Changing the future for talented at-risk kids
Updated: Nov 9
January 17, 2010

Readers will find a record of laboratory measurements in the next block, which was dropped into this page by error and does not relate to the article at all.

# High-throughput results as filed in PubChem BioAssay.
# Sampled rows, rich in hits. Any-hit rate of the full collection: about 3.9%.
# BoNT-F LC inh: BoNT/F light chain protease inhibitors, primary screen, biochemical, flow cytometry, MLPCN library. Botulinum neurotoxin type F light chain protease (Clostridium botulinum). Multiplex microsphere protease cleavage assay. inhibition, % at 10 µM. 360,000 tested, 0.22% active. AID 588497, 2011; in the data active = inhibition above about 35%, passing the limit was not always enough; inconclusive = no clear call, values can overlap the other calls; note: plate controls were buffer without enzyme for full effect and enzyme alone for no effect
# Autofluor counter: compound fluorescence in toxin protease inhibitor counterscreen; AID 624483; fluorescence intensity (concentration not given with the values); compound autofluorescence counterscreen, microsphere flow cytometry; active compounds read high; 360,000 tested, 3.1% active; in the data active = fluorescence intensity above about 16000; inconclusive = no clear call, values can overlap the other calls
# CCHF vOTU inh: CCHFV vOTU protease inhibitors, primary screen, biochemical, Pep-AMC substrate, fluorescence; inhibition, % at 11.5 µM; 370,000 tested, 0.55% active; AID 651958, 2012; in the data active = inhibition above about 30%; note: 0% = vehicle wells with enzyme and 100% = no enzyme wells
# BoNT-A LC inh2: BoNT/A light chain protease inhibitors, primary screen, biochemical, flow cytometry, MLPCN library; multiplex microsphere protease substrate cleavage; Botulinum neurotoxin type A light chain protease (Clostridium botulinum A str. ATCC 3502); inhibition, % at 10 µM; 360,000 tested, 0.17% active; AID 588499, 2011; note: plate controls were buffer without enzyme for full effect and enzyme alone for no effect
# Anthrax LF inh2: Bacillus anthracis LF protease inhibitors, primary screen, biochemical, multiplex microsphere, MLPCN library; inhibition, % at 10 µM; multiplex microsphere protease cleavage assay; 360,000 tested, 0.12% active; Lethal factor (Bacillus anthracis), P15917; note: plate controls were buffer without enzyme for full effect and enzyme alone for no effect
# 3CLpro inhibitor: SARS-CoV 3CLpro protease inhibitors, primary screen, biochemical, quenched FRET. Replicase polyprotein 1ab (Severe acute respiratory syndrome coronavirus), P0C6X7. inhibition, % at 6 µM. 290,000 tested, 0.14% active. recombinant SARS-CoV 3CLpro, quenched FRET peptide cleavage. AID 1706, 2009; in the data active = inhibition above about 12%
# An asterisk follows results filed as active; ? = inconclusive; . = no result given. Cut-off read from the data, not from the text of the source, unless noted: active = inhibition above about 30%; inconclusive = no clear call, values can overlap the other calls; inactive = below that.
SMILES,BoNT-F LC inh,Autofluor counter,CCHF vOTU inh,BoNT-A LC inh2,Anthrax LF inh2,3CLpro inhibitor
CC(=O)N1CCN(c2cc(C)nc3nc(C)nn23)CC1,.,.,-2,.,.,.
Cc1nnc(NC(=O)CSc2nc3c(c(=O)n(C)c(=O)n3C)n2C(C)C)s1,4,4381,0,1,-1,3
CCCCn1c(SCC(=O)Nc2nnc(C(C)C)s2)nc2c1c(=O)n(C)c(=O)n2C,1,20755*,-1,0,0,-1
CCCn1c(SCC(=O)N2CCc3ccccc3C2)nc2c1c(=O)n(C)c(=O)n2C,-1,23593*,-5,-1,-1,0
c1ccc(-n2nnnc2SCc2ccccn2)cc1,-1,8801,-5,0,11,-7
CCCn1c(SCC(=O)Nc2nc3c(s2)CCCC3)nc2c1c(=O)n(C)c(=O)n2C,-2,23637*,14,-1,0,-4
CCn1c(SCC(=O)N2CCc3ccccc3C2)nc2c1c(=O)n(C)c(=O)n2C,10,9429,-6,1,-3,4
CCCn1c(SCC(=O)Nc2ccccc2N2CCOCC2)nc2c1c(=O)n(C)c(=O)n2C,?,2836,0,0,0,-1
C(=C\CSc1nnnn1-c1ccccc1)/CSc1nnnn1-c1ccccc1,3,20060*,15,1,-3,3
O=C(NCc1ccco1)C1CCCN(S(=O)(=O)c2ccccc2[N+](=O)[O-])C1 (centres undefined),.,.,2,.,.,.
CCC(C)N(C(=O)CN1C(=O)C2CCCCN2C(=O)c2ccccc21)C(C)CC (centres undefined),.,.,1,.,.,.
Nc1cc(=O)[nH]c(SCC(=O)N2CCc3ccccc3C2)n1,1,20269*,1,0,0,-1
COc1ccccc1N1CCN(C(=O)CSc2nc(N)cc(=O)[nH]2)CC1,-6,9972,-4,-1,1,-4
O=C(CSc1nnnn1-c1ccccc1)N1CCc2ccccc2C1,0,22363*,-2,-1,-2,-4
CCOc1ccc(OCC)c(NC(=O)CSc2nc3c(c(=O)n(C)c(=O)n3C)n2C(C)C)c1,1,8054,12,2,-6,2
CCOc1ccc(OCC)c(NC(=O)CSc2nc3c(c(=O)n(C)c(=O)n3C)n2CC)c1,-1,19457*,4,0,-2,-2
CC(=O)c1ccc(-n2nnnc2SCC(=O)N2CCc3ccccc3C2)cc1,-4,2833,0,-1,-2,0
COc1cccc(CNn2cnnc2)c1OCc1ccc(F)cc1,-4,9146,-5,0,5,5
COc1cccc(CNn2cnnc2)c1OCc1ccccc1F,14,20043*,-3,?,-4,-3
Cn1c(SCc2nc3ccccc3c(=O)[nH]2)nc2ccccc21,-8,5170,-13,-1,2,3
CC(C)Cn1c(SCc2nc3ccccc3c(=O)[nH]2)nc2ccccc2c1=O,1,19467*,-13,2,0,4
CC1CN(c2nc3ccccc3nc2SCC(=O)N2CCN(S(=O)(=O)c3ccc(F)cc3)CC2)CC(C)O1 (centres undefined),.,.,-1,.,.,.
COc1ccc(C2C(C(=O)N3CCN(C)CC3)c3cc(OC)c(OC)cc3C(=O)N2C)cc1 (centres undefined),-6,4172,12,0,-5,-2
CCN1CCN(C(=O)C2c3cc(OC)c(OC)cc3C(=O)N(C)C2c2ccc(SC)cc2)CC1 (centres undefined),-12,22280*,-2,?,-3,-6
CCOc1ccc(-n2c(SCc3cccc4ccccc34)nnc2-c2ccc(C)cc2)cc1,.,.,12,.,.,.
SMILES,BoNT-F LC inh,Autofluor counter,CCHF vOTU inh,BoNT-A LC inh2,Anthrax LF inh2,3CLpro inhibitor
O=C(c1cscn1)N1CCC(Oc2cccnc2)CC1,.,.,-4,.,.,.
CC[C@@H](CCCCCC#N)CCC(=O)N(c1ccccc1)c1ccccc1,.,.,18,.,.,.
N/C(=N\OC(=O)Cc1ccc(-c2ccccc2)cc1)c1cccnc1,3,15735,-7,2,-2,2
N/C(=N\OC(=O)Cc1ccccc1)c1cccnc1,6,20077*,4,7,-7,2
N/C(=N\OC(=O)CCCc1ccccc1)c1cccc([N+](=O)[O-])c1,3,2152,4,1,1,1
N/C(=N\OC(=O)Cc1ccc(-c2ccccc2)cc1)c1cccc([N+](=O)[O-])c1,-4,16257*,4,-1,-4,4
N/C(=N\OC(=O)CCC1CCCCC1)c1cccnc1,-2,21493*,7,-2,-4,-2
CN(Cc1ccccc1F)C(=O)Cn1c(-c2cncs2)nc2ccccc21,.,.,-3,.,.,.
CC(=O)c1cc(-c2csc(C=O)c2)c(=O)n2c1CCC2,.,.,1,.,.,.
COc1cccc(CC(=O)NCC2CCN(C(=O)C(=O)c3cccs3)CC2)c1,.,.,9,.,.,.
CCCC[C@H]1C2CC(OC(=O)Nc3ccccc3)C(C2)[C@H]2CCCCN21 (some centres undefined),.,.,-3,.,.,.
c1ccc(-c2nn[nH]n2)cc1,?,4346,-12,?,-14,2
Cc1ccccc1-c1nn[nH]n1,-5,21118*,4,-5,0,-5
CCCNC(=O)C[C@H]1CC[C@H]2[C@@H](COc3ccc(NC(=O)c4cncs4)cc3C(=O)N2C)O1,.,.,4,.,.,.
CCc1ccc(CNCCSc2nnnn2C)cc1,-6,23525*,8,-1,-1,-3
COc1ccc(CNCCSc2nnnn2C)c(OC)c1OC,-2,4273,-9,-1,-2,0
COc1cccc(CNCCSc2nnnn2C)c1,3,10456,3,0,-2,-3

Once, I made a friend by telling a lie. My young friend Hugo was getting into small trouble and making the adults who love him worry about big trouble. Hugo liked tagging, the urban rebel’s art form. I wanted him to see art in a broader way, a way less likely to get him arrested. So I told a lie. I took Hugo to see a great mural and I asked if he’d like to meet my friend the artist. He said yes. So I called Ruby Chacón. I introduced myself, said I admired her work and her reputation in the community and confessed my lie. Ruby turned out to be gracious, patient and kind. In her studio, she showed Hugo her paintings and her fine art books. She talked with him about art, about being Latino, about college. Hugo was 13 then and Ruby was (and is) young and beautiful and wise. I think he heard her in a way he could not hear me. Years later Ruby and her husband Terry Hurst opened Mestizo Coffeehouse. As near as I can tell, Mestizo is merely the backdrop for Ruby and Terry to do what they love, which is to make art and nurture young people. Mestizo has a comfortable art gallery, serves delicious food and coffee and exudes a stay-all-day vibe. While old people like me tap away on our laptops, meet clients for coffee or have lunch with friends, young people flit in and out, auras of passion encircling them. They’re preparing a performance, staging a protest, planning a concert. They’re doing and creating; they're becoming important adults, little by little. At Mestizo no dream is too big or too romantic. Nothing is ridiculous. Perhaps Terry has drunk too much of this ethos. On Sept. 23 he left home on a bike ride to raise money (I’ll just say it: to raise $5 million) to build a west-side art and community center, the not-for-profit Mestizo Institute of Culture and Arts (MICA). Terry’s a husband, father of a mostly-grown son and co-owner of a coffeehouse. But day in and day out, he’s away on this journey to raise money for MICA. He left with zero money and no cycling or fundraising experience, but he fully expects to raise the funds, even if he has to ask 5 million people to each give him one dollar. On his blog (blog.fivemilliondollarfund.org), he writes vividly and well, describing what he sees. He details the weather, the bike repairs, the free burritos and brownies. Sometimes he quotes Neruda or Merwin, or mentions the work of Rodin. Other times he’s nearly done in by loneliness and the staggering goal of his journey. A recent entry reads in part: "Everyone keeps asking about the adventure. Many would like to take this adventure. I want to build an institute. The adventure is secondary to me. I want to make a fundamental infrastructure change in our community where we establish institutions that look at our youth and [ethnic] communities as assets and solutions rather than liabilities and problems. That’s what I want! Pedaling is easy. Waiting for people to get off their ass and do what needs to be done is hard." I don’t know what made me go looking for Ruby when I had a Latino kid who needed direction, but it was the perfect thing. Ruby and Terry have a special gift. They take kids many people would send to jail and they send them to college. Their audacious dream will benefit all of us. I am happy to contribute. You can learn more here: youtube.com/watch?v=QSggB0S6J9U. --- Barb Guy is a regular contributor to these pages.